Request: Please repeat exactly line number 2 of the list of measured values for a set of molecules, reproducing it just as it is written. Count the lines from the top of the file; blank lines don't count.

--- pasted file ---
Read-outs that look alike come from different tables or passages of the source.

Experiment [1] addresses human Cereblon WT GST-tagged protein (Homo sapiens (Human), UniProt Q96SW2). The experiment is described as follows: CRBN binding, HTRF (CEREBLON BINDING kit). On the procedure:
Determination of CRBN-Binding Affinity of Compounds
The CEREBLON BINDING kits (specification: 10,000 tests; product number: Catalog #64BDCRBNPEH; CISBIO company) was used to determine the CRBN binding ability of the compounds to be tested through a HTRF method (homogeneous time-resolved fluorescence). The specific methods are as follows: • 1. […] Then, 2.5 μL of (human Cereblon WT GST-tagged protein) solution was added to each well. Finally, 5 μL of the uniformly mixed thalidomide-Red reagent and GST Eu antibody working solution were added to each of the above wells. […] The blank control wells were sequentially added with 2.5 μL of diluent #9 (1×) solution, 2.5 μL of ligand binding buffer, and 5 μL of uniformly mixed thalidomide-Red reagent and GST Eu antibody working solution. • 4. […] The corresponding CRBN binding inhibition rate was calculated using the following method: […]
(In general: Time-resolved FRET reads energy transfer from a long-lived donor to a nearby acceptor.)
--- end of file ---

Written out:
Experiment [1] addresses human Cereblon WT GST-tagged protein (Homo sapiens (Human), UniProt Q96SW2). The experiment is described as follows: CRBN binding, HTRF (CEREBLON BINDING kit). On the procedure: